Screen time may be physically damaging kids' brains, study reveals

The screen time struggle rages on, as parents wrestle with the need for a few minutes of peace and the knowledge that screen time could be harmful to their kids.

Numerous studies have proven that watching media on TV, tablets and mobile phones is detrimental to children, in a number of ways, but the emphasis is usually on behaviour and their emotional wellbeing.

A new study published in JAMA Pediatrics provides further evidence that screen time has a negative impact on children, by revealing the physical damage to preschooler's brains, through MRI scans. 

In the largest study of its kind, 47 preschoolers between age 3 and 5 were tested to measure their cognitive abilities, while their parents were asked to answer a detailed survey about screen time habits. 

Questions included: 

How frequently do they use that screen?

What type of content are they viewing?

Is there an adult sitting with the child talking about what they're watching?

The answers were scored against a set of screen time guidelines put out by the American Academy of Pediatrics, and results showed high screen time use was associated with lower levels of language and literacy skills.

The brain's internal communications network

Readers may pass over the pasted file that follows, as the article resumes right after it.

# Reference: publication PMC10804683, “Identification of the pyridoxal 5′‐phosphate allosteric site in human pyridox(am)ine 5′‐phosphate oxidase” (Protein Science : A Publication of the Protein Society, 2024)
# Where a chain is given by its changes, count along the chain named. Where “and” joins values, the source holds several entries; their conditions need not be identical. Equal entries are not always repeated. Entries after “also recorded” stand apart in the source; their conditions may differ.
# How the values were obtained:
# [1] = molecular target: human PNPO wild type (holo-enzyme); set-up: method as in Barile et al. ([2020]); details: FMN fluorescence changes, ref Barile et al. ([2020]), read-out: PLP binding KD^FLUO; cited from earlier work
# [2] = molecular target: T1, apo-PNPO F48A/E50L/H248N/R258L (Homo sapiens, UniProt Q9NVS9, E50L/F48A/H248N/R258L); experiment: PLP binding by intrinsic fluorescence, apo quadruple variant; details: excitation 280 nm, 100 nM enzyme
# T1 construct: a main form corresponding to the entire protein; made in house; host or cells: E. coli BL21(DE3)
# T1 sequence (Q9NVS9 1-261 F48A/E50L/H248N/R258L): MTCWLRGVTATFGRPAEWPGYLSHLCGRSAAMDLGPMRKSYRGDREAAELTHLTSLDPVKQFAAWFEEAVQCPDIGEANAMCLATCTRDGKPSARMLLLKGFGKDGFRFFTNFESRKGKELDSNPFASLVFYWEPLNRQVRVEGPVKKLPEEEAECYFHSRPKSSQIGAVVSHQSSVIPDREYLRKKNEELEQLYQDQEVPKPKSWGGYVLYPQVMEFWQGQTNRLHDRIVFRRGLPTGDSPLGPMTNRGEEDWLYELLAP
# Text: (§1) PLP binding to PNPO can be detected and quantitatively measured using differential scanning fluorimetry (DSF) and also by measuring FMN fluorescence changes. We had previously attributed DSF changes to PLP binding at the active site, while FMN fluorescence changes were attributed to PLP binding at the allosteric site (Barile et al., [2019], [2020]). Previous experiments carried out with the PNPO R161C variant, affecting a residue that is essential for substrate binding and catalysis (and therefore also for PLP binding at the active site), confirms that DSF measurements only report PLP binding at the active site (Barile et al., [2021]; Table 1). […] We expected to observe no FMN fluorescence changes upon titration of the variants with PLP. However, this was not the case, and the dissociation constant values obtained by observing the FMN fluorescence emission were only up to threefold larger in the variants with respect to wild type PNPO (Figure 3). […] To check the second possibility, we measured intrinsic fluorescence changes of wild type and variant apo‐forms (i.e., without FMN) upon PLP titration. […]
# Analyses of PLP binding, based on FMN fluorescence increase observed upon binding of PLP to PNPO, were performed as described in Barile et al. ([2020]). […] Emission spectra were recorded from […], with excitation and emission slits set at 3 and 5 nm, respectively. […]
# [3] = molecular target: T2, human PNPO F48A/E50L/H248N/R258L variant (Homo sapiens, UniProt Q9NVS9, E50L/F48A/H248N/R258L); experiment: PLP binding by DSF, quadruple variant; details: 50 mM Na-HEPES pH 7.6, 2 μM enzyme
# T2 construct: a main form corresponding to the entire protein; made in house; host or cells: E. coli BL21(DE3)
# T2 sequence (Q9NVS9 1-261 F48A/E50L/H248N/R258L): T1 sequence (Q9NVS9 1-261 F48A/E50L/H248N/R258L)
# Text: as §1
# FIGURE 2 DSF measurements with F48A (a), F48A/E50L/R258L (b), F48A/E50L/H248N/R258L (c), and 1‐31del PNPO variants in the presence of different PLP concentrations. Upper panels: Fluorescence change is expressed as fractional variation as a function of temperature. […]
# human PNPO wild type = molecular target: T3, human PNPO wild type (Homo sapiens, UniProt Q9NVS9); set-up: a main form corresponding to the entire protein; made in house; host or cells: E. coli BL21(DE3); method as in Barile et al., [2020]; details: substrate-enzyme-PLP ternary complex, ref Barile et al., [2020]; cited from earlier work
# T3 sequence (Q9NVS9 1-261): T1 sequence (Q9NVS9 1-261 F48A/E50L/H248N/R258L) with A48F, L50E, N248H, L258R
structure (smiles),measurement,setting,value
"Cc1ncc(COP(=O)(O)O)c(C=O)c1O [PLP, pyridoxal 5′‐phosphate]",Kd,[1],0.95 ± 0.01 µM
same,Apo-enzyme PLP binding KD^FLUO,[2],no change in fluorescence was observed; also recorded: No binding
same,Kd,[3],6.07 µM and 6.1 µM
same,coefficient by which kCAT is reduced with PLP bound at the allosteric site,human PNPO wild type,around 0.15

The kids also had their brains scanned in an MRI machine. The scans revealed that the preschoolers who spent more time in front of screens had what the authors call lower "white matter integrity".  

Lead author John Hutton of Cincinnati Children's Hospital explained that "White matter can be roughly thought of as the brain's internal communications network."

"Its long nerve fibers are sheathed in fatty insulation that allows electrical signals to move from one area of the brain to another without interruption. The integrity of that structure - how well organized the nerve fibers are, and how well developed the myelin sheath is - is associated with cognitive function," he described, "and it develops as kids learn language."

"Caution is warranted," Hutton warned. "Children are not small grown-ups, and their needs change with development."

The Idiot Box

While parents can't easily access MRI scanners to check out their kids brains, they can see for themselves how they respond to screens, as so distressingly showcased by Australian artist Donna Stevens. 

Her disturbing series featuring children shot while they watched TV, is an "exploration into the co-dependent yet contradictory relationship we all share with technology and the media".

Titled Idiot Box, the portrait series asks if we should exhibit more caution about the role of technology in our children's lives, and if our techno-paranoia is warranted?

The photos appear to answer for themselves

Photo: Donna Stevens via

Photo: Donna Stevens via

Photo: Donna Stevens via

Find more details on the study here: JAMA Pediatrics 

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